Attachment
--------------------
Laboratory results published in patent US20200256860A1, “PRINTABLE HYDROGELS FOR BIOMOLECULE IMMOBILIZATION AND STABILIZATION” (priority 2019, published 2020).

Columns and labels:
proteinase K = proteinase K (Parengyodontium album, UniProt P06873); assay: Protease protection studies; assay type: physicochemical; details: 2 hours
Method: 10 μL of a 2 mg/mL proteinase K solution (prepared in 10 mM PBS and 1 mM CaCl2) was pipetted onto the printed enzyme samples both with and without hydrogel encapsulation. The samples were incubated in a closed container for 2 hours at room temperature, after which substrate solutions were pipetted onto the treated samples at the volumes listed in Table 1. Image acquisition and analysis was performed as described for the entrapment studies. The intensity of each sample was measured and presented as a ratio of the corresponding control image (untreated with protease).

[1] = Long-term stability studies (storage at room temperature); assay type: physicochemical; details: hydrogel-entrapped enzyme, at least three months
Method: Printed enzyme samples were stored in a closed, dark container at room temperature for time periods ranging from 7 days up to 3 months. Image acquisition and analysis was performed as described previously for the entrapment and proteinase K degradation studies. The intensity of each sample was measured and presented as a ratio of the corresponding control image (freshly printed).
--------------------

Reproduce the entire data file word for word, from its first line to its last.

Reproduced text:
Laboratory results published in patent US20200256860A1, “PRINTABLE HYDROGELS FOR BIOMOLECULE IMMOBILIZATION AND STABILIZATION” (priority 2019, published 2020).

Columns and labels:
proteinase K = proteinase K (Parengyodontium album, UniProt P06873); assay: Protease protection studies; assay type: physicochemical; details: 2 hours
Method: 10 μL of a 2 mg/mL proteinase K solution (prepared in 10 mM PBS and 1 mM CaCl2) was pipetted onto the printed enzyme samples both with and without hydrogel encapsulation. The samples were incubated in a closed container for 2 hours at room temperature, after which substrate solutions were pipetted onto the treated samples at the volumes listed in Table 1. Image acquisition and analysis was performed as described for the entrapment studies. The intensity of each sample was measured and presented as a ratio of the corresponding control image (untreated with protease).

[1] = Long-term stability studies (storage at room temperature); assay type: physicochemical; details: hydrogel-entrapped enzyme, at least three months
Method: Printed enzyme samples were stored in a closed, dark container at room temperature for time periods ranging from 7 days up to 3 months. Image acquisition and analysis was performed as described previously for the entrapment and proteinase K degradation studies. The intensity of each sample was measured and presented as a ratio of the corresponding control image (freshly printed).